- Why do we do it like this?
- Have you ever tried this?
- Do you think if we did this, that might happen?
I started to develop and implement protocols for consults, forms, referral interactions, office flow, team training, and tracking for example. I had conversations with my doctor, our team, and our referrals on how we might do things even better. We didn’t try everything I suggested, and not everything we tried worked. But by looking at my position in my practice as a business partner, conversations were started and many positive changes were made. I also try to soak up everything I can from my doctor, our other talented teammates and professional meetings to grow both personally and professionally and bring that back to the practice. There are so many good educational opportunities, and so often team members aren’t interested or unable to take advantage.
Look for what is coming up, what is interesting and valuable to you and your practice, and lobby to be the liaison for learning within your practice. Take notes and bring back ideas to present to your doctor and your team. Sometimes it’s as simple as your mindset toward your position. Be a partner in your practice, career-driven, and a contributor. Don’t just go to your job because you “have to,” go because of the pride in what you do and how you help others and the value you bring to your team.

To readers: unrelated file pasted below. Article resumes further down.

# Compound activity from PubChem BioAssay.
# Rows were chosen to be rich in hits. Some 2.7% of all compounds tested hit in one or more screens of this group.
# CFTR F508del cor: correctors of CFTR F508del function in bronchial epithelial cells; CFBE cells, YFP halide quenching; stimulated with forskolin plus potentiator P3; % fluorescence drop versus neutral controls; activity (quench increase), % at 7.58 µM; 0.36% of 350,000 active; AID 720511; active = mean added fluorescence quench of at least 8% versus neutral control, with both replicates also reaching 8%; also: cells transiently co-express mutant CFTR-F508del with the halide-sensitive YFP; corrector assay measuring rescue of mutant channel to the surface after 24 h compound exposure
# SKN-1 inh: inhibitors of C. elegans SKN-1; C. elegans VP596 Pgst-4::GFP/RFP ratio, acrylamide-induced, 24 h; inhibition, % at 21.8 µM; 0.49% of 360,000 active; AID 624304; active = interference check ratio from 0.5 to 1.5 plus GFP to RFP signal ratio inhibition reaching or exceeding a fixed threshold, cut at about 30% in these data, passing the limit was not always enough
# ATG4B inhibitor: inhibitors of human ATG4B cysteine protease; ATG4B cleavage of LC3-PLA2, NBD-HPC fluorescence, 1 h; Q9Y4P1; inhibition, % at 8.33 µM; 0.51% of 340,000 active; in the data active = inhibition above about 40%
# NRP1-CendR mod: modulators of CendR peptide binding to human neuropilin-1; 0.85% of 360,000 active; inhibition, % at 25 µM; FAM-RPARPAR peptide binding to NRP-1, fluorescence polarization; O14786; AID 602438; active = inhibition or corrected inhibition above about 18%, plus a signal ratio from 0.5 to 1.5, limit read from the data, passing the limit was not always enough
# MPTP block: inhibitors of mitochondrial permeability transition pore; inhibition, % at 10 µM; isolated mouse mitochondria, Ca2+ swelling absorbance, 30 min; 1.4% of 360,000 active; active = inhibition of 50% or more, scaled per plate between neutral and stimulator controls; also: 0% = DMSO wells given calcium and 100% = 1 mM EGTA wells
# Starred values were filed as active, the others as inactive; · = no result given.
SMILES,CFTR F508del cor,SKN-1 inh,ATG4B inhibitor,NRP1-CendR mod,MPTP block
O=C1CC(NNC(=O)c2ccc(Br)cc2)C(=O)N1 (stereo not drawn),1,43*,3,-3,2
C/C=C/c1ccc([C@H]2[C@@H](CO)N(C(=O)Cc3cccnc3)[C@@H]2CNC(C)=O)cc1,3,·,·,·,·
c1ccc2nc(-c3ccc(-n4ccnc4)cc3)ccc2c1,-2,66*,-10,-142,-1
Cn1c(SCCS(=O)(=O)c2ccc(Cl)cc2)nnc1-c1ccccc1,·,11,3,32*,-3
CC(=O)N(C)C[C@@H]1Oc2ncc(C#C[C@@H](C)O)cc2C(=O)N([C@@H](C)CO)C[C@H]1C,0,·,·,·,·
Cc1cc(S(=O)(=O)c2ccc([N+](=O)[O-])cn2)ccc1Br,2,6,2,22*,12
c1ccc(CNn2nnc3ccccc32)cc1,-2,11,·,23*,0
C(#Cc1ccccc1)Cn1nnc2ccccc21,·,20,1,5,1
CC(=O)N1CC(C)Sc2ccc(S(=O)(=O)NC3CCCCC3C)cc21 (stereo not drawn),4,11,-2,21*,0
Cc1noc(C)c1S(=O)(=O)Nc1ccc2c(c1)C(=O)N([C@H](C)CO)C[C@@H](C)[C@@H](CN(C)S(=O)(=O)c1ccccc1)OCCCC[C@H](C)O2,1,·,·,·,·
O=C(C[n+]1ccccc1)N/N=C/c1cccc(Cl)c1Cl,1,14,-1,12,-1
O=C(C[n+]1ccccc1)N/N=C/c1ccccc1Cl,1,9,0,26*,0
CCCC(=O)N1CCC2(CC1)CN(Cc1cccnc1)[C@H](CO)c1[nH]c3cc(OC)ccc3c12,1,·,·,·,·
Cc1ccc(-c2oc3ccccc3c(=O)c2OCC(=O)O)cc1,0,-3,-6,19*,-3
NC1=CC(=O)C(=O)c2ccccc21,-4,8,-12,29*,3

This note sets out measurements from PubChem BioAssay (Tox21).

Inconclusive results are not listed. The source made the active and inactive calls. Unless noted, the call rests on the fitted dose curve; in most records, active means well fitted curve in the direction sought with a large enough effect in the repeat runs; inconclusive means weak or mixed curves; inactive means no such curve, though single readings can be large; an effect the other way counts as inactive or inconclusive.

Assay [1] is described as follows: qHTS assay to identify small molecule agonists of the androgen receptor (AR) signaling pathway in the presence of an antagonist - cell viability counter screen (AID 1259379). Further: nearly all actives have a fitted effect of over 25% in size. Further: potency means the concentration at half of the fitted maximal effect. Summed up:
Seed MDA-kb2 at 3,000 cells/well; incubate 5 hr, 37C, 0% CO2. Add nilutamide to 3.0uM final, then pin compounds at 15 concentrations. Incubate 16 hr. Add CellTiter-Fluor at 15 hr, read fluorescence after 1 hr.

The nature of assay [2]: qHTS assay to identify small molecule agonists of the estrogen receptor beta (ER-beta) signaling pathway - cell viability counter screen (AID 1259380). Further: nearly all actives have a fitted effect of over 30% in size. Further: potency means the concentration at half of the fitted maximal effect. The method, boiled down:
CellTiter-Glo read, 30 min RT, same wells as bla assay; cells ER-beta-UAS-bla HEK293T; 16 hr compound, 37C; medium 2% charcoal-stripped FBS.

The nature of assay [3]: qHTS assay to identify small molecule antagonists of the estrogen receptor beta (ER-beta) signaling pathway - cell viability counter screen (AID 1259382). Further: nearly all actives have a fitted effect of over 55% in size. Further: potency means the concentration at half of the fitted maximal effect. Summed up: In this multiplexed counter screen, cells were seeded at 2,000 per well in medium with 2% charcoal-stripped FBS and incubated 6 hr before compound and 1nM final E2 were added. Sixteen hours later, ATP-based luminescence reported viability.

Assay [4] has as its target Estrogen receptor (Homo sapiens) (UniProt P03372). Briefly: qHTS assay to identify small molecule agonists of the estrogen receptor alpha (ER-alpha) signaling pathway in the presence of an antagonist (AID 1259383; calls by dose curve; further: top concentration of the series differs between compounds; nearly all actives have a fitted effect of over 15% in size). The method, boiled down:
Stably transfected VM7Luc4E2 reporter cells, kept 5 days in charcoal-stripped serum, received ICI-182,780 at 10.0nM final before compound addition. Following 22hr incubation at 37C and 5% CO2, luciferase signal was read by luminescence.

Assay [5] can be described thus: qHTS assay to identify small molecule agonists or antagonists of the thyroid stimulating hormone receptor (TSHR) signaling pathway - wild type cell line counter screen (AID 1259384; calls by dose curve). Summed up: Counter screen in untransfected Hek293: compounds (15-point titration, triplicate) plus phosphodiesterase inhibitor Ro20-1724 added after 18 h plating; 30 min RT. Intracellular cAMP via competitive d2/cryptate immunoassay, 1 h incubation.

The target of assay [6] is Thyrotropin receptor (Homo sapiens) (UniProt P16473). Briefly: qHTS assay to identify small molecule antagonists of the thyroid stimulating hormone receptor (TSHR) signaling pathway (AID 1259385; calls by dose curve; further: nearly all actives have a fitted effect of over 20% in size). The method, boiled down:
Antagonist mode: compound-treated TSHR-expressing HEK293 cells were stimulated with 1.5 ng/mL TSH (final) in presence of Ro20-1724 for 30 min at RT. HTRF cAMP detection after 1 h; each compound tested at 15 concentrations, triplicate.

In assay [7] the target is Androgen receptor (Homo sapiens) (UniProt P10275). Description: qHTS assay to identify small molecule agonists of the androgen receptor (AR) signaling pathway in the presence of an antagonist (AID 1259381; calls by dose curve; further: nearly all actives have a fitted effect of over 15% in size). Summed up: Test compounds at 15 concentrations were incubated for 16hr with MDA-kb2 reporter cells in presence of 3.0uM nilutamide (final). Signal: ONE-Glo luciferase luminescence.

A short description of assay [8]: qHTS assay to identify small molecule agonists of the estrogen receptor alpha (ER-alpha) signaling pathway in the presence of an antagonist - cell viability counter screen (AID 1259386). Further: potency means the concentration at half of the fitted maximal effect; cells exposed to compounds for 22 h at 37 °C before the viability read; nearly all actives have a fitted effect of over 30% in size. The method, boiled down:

The flip side of this is the mindset of your employer/doctor. They have to be willing to empower their team members to become colleagues or partners in the practice. It’s hard to do so when they have a team who doesn’t offer productive ideas, think outside the box, or one who doesn’t naturally go above and beyond for the good of the practice. It’s much easier when they have a treatment coordinator and team who are invested in a successful practice.
When both of these are in place, the doctor can empower team members to offer ideas, guide decisions, and grow both personally and professionally. It frees up the doctor to focus on surgery and taking care of the patient knowing he has business partners to collaborate with.